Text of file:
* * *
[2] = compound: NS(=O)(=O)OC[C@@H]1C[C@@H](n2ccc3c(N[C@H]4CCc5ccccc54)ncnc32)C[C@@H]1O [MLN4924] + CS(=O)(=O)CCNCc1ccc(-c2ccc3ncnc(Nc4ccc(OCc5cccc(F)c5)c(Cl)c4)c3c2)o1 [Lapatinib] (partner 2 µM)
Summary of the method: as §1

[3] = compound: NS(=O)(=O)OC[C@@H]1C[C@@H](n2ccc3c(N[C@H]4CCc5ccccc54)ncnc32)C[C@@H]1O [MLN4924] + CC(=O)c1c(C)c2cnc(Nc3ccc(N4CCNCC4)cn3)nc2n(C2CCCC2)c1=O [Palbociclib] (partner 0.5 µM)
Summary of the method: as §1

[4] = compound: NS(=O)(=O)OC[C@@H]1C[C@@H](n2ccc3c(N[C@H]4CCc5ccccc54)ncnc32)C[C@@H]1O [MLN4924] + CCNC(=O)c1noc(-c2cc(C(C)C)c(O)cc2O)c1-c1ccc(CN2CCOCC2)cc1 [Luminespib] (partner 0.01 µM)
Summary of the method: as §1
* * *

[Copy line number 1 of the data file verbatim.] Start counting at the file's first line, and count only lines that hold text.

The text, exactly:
[2] = compound: NS(=O)(=O)OC[C@@H]1C[C@@H](n2ccc3c(N[C@H]4CCc5ccccc54)ncnc32)C[C@@H]1O [MLN4924] + CS(=O)(=O)CCNCc1ccc(-c2ccc3ncnc(Nc4ccc(OCc5cccc(F)c5)c(Cl)c4)c3c2)o1 [Lapatinib] (partner 2 µM)